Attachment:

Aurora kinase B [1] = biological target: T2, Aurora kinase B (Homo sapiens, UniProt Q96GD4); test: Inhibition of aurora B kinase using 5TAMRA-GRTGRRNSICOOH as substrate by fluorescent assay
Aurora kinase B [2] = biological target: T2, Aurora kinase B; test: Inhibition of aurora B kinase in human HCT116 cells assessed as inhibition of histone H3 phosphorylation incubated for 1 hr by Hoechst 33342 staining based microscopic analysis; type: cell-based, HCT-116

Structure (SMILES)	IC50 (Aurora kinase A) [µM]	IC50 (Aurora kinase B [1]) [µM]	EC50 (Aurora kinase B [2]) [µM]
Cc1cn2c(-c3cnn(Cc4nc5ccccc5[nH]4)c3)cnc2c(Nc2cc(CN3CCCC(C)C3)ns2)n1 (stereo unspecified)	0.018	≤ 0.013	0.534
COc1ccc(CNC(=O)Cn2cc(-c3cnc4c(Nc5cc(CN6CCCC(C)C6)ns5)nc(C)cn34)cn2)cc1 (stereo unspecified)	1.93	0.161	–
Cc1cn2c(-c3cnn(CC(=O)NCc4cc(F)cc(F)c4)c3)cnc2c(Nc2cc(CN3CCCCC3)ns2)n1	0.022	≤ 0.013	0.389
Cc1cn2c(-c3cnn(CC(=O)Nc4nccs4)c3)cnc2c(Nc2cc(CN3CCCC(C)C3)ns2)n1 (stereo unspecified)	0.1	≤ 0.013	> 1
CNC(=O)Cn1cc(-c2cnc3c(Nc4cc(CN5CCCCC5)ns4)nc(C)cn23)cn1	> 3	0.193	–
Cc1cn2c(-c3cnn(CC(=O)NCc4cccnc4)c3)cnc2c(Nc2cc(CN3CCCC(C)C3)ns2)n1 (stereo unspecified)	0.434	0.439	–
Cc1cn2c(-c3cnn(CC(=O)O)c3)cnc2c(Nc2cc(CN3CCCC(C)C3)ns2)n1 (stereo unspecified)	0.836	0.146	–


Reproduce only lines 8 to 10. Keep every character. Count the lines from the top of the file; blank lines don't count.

CNC(=O)Cn1cc(-c2cnc3c(Nc4cc(CN5CCCCC5)ns4)nc(C)cn23)cn1	> 3	0.193	–
Cc1cn2c(-c3cnn(CC(=O)NCc4cccnc4)c3)cnc2c(Nc2cc(CN3CCCC(C)C3)ns2)n1 (stereo unspecified)	0.434	0.439	–
Cc1cn2c(-c3cnn(CC(=O)O)c3)cnc2c(Nc2cc(CN3CCCC(C)C3)ns2)n1 (stereo unspecified)	0.836	0.146	–